Warning signs that someone may be trying to commit suicide
You can't see how someone is feeling inside, so it's not always easy to identify if someone is having suicidal thoughts. However, some outward warning signs that a person may be considering suicide include:
- Talk about feeling hopeless, trapped, or lonely
- Said they had no reason to continue living
- Make a will or give away personal property
- Looking for ways to cause physical harm, such as purchasing a gun
- Sleeping too much or too little
- Eating too little or too much, resulting in significant weight gain or loss
- Engage in reckless behavior, including excessive drinking or drug use
- Avoid social interactions with others
- express anger or seek revenge
- Showing signs of extreme anxiety or agitation
- severe mood swings
- Talk about suicide as a way out
This can be scary, but taking action and getting someone the help they need may help prevent a suicide attempt or death.
How to talk to someone who is suicidal
If you suspect a family member or friend may be considering suicide, talk to them about your concerns. You can start a conversation by asking questions in a non-judgmental and non-confrontational way.
Have an open conversation and don’t be afraid to ask direct questions, such as “Are you thinking about suicide?”
During your conversation, make sure:
- Stay calm and speak in a reassuring tone
- Acknowledge that their feelings are legitimate
- Provide support and encouragement
- Tell them that help is available and that they can feel better through treatment
Make sure not to minimize their problems or try to change their minds by shaming them. Listening and showing your support is the best way to help them. You can also encourage them to seek help from professionals.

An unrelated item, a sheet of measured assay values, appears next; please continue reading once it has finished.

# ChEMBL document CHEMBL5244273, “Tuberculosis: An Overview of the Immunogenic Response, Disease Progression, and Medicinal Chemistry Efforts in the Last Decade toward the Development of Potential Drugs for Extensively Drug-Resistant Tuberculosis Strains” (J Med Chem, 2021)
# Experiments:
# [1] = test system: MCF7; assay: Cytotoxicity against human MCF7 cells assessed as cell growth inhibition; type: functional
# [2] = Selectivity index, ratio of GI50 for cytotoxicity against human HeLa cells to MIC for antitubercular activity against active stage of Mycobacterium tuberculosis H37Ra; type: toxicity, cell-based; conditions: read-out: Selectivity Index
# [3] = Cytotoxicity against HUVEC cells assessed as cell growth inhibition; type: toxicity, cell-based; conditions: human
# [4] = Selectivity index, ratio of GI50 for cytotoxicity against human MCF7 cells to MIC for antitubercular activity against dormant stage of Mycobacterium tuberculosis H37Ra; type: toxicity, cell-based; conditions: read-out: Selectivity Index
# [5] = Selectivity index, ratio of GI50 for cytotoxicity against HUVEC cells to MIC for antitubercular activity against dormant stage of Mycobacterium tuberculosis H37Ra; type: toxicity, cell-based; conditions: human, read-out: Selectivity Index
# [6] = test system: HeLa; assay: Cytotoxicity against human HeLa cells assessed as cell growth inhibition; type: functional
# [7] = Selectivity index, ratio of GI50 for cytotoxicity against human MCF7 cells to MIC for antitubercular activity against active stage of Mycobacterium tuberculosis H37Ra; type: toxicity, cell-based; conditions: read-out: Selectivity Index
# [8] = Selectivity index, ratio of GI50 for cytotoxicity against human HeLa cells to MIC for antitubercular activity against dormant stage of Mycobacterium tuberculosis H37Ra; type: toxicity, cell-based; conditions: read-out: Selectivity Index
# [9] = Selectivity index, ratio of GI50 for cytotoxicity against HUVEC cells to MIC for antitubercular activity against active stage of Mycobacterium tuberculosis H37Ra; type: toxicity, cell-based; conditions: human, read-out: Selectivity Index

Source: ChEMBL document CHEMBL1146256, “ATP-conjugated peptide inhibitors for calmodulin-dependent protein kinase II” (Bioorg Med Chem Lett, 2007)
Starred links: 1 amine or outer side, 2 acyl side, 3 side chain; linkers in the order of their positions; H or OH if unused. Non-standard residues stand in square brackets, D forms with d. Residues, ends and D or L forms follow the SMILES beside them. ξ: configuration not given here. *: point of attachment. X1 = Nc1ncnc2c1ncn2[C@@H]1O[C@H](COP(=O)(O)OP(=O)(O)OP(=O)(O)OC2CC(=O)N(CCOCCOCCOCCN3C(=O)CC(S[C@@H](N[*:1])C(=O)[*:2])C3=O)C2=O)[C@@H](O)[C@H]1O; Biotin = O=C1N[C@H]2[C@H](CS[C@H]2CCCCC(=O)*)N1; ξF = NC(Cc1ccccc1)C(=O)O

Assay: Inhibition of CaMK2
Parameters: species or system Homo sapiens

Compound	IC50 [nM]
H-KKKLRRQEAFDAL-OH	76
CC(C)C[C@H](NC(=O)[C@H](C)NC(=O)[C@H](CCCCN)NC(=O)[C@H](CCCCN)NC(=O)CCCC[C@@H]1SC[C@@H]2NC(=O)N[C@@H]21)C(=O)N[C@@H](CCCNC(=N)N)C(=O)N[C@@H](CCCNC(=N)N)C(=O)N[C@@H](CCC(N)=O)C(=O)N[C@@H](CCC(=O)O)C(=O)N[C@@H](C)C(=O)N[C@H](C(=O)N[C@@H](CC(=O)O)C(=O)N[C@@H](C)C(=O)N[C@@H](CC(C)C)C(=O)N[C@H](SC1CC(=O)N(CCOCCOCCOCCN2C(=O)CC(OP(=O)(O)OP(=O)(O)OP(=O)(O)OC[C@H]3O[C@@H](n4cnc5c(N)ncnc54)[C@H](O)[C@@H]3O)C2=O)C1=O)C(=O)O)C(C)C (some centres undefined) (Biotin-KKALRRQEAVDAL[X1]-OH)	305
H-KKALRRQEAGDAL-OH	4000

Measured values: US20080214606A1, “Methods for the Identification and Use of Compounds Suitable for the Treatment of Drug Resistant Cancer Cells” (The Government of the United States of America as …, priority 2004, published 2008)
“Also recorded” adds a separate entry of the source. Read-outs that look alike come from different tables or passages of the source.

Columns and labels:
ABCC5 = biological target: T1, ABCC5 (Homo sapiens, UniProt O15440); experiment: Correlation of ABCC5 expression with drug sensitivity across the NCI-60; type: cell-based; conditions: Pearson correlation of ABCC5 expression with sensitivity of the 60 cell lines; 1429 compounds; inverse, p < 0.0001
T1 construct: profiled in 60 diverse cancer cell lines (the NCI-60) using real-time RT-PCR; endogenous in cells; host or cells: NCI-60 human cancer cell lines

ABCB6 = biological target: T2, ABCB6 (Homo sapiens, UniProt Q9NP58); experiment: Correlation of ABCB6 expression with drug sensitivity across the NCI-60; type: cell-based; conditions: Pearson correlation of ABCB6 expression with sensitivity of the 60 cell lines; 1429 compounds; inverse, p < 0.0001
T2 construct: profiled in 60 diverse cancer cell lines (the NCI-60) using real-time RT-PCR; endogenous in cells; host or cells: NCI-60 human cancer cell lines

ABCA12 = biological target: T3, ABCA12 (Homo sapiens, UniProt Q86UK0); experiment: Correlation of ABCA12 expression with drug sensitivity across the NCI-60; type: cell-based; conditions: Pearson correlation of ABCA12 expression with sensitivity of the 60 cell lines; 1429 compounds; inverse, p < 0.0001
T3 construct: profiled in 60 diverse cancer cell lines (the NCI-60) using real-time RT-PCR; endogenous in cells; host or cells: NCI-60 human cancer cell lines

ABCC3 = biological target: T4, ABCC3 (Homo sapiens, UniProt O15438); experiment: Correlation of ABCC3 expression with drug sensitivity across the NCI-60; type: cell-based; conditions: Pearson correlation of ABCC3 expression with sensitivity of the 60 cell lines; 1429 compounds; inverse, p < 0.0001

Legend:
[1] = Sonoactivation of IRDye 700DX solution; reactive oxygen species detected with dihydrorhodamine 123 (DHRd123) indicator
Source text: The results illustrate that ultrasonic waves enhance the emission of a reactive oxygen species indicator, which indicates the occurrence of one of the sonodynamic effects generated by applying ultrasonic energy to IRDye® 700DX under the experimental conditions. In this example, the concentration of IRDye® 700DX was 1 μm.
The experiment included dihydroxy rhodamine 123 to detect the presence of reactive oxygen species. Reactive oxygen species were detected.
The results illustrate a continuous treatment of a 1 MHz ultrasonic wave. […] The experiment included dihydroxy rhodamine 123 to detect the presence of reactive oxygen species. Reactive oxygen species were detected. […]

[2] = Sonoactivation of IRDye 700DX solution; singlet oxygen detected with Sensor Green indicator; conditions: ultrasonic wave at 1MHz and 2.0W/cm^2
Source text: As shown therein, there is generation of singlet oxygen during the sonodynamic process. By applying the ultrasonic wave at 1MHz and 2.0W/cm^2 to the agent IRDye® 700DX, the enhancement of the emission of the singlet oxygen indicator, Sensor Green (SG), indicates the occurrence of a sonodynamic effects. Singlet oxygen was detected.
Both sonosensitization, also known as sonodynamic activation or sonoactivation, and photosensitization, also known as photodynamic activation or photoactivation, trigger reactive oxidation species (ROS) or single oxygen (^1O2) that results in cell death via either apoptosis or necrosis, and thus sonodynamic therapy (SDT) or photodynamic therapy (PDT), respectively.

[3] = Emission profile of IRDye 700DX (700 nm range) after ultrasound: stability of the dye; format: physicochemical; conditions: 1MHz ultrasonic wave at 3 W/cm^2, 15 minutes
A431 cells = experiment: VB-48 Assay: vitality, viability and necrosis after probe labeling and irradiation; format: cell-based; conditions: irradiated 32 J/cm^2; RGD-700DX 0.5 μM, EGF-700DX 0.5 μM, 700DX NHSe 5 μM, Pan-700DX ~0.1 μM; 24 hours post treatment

Offer to help them find a health care provider, make a phone call, or accompany them to their first appointment.
It can be scary when someone you care about shows signs of suicide. But if you are in a position to assist, taking action is crucial. Starting a conversation to try to help save lives is a risk worth taking.
If you are worried and don't know what to do, you can get help through a crisis or suicide prevention hotline.
When encountering imminent danger
According to the National Alliance on Mental Illness (NAMI), if you see someone engaging in any of the following behaviors, they should get treatment immediately:
- sort out their affairs or give away their possessions
- Saying goodbye to friends and family
- Emotions shift from despair to calmness
- Planning, seeking to buy, steal or borrow tools to commit suicide, such as guns or drugs
If you think someone is at immediate risk of self-harm:
- Call the emergency number.
- Stay with the person until help arrives.
- Remove any guns, knives, drugs or other items that could cause harm.
- Listen, but don’t judge, argue, threaten, or yell.
What increases the risk of suicide?
There is usually no single reason why people decide to end their lives. Several factors increase the risk of suicide, such as having a mental health disorder.
But more than half of people who commit suicide have no known mental illness at the time of death.